Impact of Investment Efficiency, Investment Scale and Financial Flexibility on Risk-Taking Behaviour in an Emerging Market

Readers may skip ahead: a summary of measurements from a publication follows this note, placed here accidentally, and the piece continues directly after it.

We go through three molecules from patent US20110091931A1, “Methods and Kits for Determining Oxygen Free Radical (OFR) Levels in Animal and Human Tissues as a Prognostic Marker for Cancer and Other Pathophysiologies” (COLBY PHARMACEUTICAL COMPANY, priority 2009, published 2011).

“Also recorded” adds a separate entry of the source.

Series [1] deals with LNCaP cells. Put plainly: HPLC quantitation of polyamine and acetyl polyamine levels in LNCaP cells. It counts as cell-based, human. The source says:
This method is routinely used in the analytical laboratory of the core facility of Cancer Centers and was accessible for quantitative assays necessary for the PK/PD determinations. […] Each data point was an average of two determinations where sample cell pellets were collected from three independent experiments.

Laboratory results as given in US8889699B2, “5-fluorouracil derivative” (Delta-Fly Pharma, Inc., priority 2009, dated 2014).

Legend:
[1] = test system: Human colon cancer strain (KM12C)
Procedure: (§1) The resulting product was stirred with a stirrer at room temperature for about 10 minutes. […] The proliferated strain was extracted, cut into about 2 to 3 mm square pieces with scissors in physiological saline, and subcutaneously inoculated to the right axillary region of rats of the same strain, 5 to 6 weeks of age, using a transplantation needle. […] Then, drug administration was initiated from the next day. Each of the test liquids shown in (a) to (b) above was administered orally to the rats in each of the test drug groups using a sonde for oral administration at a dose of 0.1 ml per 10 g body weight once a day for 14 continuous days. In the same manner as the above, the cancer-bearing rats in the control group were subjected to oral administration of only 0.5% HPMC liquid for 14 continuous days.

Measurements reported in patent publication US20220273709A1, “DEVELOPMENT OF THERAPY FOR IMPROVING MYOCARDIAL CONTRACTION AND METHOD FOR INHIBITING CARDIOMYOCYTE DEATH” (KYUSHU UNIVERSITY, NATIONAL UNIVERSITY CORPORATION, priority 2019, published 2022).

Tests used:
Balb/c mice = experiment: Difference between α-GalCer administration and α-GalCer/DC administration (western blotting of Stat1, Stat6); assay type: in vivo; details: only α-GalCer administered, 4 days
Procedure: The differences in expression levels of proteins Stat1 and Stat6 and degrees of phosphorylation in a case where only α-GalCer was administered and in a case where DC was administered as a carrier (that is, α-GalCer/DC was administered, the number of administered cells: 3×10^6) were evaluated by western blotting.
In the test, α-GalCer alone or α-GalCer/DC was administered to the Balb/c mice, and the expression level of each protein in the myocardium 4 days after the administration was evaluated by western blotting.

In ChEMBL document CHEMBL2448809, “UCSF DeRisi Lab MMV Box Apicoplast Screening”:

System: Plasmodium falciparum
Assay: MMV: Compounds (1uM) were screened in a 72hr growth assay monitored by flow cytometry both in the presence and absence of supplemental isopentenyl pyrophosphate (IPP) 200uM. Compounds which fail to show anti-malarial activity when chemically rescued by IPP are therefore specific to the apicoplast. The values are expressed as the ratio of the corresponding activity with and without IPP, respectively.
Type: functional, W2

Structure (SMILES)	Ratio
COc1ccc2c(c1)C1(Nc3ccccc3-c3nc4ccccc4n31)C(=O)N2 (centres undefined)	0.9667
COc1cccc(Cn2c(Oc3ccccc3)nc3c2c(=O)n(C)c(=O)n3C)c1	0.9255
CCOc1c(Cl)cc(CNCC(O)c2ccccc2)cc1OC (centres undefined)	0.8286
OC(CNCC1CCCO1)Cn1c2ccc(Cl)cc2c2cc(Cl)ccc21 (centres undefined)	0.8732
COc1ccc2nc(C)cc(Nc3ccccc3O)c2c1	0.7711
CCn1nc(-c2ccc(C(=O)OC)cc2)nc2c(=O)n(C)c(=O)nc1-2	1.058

There is limited number of studies that explore the concepts of investment efficiency, financial flexibility, and investment scale globally. Moreover, in the African context, these areas continue to be grey areas with limited knowledge on the effect they have on the risk-taking behaviour of listed non-financial firms. Using a data set of 264 firms across 17 countries in Africa over the period 2007‒2018, this study explores the effect of investment efficiency and financial flexibility, as well as the effect of investment scale and financial flexibility on the risk-taking behaviour of firms. The analysis was conducted using the two-step system generalized method of moments (System-GMM), with the robust option. With the z-score as a measure for risk-taking behaviour, the results show that investment efficiency is paramount for enhancing financial stability, but investment scale reduces the financial stability of firms. This nexus is moderated by firm size, and the effect of firm size on financial stability is found to be inverted U-shaped. The finding also shows the decreasing relevance of tangible assets against the growing relevance of intangible assets as the drivers of firm stability. The impact of other factors such as financial leverage, cash flow growth, revenue growth, GDP growth, and inflation are discussed in detail. The results have relevant implications for policy, practice, and future research.